Originally posted by LittleByLittle
reply to post by Celt1
I would gladly call both Buddha and Jesus my soul brothers and all the other messengers that have been sent. I do not have the same feelings for Paul
because I do not like his views and understanding. If he has evolved further and lost his dualistic ideas that he preaches then fine.
Paul had issues, but he did take on the mission to share the gospel with the non-Jewish world. Whether you believe the Bible or not, a close study
will reveal that the "chosen people" were given a purpose, namely to open the way for the Messiah to come into the world... not for the exclusive
benefit of Israel (or a select few), but to be a blessing to the whole world. Paul seem to understand this and he never even walked with Jesus in the
flash. Oddly, those disciples who had spent three years with their Lord were uncertain how to proceed, indeed they slipped back into this idea that
God is our Father, but only if you are chosen... Paul made the argument that one could be adopted... and thus the debate began on how to bring the
Gentiles into the church.
Were it not for Paul what would have become of this Jewish cult? One wonders if it would have ever made it beyond the city limits of Jerusalem...
according to the Bible, the church leaders (James, Peter, the rest of them) held to the view that a disciple of Jesus must become a Jew before they
could be "saved" (i.e, a Christian). Paul may have been dualistic and dogmatic, but were it not for his fire and passion, the believers in this Jewish
Messiah would have been confined to obscurity. Having said that, I don't care what Paul's teaching may have been, it hold no authority for me. Like
Thomas Jefferson, my New Testament contains only the red letters.
Like you, I only pay attention the actual teaching of Jesus and Buddha (and not to the religious structures that have been built around those
teachings). Most people NEED to believe what they believe...they are deeply invested... they work very hard to believe what they believe. Why?
Because they need STRUCTURE to stay out of CHAOS... they think obedience and loyalty to 'the system' will keep them safe (because that is what they
have been taught to believe.... so they work very hard to uphold that idea). Moreover, they BELIEVE it will grant them the rewards that they have been
promised, and so they express fear by attacking those who don't share their view point.
What we often call "religion" is really ecclesiastical control over our faith and our beliefs... religion can be empowering, but when it isn't, we'd
do well to understand why... look at the controlling "leaders" and you will see the core issues which every human being deals with... there you will
see the so-called "sinful nature" (to use the Christian term) which was broken down by the Buddha into three component parts: 1) greed, 2) hatred, and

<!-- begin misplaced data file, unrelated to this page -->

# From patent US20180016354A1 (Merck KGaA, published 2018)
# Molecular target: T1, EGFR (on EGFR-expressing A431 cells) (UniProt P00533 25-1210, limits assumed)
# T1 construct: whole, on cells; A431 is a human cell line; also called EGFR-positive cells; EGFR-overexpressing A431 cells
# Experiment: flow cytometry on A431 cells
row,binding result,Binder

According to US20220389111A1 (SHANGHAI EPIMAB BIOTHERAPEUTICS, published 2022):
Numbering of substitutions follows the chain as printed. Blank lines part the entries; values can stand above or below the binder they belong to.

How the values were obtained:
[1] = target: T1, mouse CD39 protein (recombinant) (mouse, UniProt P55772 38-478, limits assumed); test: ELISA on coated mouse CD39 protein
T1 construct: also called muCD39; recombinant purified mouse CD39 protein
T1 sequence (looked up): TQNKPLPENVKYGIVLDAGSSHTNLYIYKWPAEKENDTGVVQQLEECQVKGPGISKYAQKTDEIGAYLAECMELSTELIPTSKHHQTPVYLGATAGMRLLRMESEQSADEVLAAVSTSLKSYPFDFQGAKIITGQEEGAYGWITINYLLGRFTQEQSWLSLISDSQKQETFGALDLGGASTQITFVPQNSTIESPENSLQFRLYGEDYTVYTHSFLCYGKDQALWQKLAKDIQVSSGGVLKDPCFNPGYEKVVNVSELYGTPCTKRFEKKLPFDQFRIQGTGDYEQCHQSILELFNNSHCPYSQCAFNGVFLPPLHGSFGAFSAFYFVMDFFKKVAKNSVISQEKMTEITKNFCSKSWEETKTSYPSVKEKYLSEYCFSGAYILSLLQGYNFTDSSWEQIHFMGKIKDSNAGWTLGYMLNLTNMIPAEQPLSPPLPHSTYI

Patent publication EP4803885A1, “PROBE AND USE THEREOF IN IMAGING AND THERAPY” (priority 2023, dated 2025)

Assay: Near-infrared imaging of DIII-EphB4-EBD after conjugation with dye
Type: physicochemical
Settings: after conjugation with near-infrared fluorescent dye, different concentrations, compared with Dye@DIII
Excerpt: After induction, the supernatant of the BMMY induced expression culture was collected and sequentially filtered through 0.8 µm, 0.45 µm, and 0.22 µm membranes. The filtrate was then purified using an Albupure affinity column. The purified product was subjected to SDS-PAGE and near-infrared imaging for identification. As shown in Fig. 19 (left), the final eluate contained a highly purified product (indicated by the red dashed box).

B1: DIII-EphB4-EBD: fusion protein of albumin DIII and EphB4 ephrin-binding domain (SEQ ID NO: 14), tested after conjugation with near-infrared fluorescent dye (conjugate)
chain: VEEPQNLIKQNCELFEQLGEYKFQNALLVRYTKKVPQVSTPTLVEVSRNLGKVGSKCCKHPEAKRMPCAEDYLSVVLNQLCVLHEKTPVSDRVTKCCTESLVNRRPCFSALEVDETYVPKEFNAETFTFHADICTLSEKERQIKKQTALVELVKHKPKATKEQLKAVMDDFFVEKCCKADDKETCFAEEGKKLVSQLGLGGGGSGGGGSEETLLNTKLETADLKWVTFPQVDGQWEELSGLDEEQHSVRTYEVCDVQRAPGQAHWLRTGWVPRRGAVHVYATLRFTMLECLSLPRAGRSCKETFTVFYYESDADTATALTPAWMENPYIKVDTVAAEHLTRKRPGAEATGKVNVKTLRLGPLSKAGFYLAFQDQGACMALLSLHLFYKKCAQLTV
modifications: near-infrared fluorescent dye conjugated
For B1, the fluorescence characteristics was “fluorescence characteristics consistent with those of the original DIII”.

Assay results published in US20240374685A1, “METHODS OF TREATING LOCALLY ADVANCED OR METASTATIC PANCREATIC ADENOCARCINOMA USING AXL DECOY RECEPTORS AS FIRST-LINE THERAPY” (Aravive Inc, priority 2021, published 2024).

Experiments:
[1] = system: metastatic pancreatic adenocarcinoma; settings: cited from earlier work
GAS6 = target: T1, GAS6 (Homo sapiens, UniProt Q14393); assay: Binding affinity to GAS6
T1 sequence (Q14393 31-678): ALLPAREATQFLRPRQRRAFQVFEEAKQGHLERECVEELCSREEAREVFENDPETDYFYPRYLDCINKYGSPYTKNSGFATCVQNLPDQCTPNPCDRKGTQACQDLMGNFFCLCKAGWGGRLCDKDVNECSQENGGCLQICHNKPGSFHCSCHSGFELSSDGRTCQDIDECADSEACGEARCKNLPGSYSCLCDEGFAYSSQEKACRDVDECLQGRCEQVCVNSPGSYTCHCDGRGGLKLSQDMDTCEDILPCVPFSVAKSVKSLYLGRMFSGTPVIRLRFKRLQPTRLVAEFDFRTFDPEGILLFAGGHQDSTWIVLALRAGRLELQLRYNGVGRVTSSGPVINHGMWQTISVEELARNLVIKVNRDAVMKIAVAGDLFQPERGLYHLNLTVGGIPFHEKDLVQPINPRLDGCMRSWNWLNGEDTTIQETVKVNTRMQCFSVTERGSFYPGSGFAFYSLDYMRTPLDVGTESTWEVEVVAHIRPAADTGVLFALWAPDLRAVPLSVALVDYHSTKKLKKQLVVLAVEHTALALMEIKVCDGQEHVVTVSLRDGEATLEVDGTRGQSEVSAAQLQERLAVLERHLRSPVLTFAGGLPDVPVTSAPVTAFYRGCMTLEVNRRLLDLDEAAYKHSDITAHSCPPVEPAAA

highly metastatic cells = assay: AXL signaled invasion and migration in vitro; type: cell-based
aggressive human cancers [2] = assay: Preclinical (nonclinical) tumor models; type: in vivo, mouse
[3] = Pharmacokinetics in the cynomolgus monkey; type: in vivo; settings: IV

3) delusion - drop these and you drop suffering.
In Buddhist teachings, these are called the three poisons, the three unwholesome roots, or the three fires. These metaphors suggest how dangerous
these thoughts and emotions can be if they are not understood and transformed. 1) Greed refers to our selfishness, misplaced desire, attachment, and
grasping for happiness and satisfaction outside of ourselves. 2) Hatred refers to our anger, our aversion and repulsion toward unpleasant people,
circumstances, and even toward our own uncomfortable feelings. 3) Delusion refers to our dullness, bewilderment, and misperception; our wrong views of
reality. Arising out of our ignorance, these poisonous states of mind then motivate non-virtuous and unskillful thoughts, speech, and actions, which
cause all manner of suffering and unhappiness for ourselves and others.
Greed, hatred, and delusion are deeply embedded in the conditioning of our personalities. Our behavior is habitually influenced and tainted by these
three poisons. There can be no doubt, these unwholesome roots are buried deep into our mind. Burning within us as lust, craving, anger, resentment,
and misunderstanding, these poisons lay to waste hearts, lives, hopes, and civilizations. The Buddha describes these defilements as bonds, fetters,
hindrances, and knots; the actual root cause of and the entire spectrum of human suffering.
The structure of religion does not free us from this suffering, it only seem to do so for a time. It provides a pseudo-faith which is more akin to
fanaticism... this is not Christ making all things new, this is just greed, hatred, and delusion putting on a mask of self-righteousness. Real faith
is beyond any structured religion, indeed real faith starts with doubt and skepticism... and it leads to mysticism. A Christian mystic is one who is
willing to drop all falsehood and all false authority... they practice letting go of greed, hatred and delusion... in so doing they also let go of
fear and suffering.
edit on 2-5-2013 by wasaka because: (no reason given)